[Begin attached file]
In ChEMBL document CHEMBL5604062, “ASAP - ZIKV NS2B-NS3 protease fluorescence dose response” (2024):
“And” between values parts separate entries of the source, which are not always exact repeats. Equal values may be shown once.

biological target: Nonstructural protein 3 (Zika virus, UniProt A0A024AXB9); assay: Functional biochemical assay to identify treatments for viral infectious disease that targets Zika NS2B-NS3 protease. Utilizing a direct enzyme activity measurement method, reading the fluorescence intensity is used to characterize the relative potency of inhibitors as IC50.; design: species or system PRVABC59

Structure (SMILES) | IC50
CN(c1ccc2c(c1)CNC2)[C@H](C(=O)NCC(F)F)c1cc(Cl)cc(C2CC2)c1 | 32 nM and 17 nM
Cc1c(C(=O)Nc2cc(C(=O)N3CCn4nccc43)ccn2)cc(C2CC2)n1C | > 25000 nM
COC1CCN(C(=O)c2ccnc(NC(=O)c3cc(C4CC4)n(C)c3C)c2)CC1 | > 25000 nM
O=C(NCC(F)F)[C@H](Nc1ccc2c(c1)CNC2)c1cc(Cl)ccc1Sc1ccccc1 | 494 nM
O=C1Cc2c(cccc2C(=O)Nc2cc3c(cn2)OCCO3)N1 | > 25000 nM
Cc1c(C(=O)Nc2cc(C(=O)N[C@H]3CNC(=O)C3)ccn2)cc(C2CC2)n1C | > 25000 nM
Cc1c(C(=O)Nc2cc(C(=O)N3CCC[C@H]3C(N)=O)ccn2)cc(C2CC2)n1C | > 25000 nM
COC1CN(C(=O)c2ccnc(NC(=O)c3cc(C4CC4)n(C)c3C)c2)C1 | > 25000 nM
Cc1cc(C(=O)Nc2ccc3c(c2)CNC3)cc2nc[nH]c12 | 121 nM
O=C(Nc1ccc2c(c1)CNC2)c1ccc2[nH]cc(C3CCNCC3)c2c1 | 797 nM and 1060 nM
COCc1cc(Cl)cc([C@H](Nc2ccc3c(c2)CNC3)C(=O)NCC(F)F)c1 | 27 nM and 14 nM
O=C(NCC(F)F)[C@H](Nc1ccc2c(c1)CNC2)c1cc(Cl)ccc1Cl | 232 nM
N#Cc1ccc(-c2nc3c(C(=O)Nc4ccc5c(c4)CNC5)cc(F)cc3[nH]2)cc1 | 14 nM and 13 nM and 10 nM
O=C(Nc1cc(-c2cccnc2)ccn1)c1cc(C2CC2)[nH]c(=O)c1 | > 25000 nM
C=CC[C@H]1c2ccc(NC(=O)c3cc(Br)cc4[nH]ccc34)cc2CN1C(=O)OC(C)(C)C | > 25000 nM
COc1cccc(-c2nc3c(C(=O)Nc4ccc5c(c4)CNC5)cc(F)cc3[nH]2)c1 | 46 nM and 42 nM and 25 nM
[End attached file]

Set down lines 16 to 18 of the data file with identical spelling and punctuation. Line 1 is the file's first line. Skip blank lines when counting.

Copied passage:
O=C(NCC(F)F)[C@H](Nc1ccc2c(c1)CNC2)c1cc(Cl)ccc1Cl | 232 nM
N#Cc1ccc(-c2nc3c(C(=O)Nc4ccc5c(c4)CNC5)cc(F)cc3[nH]2)cc1 | 14 nM and 13 nM and 10 nM
O=C(Nc1cc(-c2cccnc2)ccn1)c1cc(C2CC2)[nH]c(=O)c1 | > 25000 nM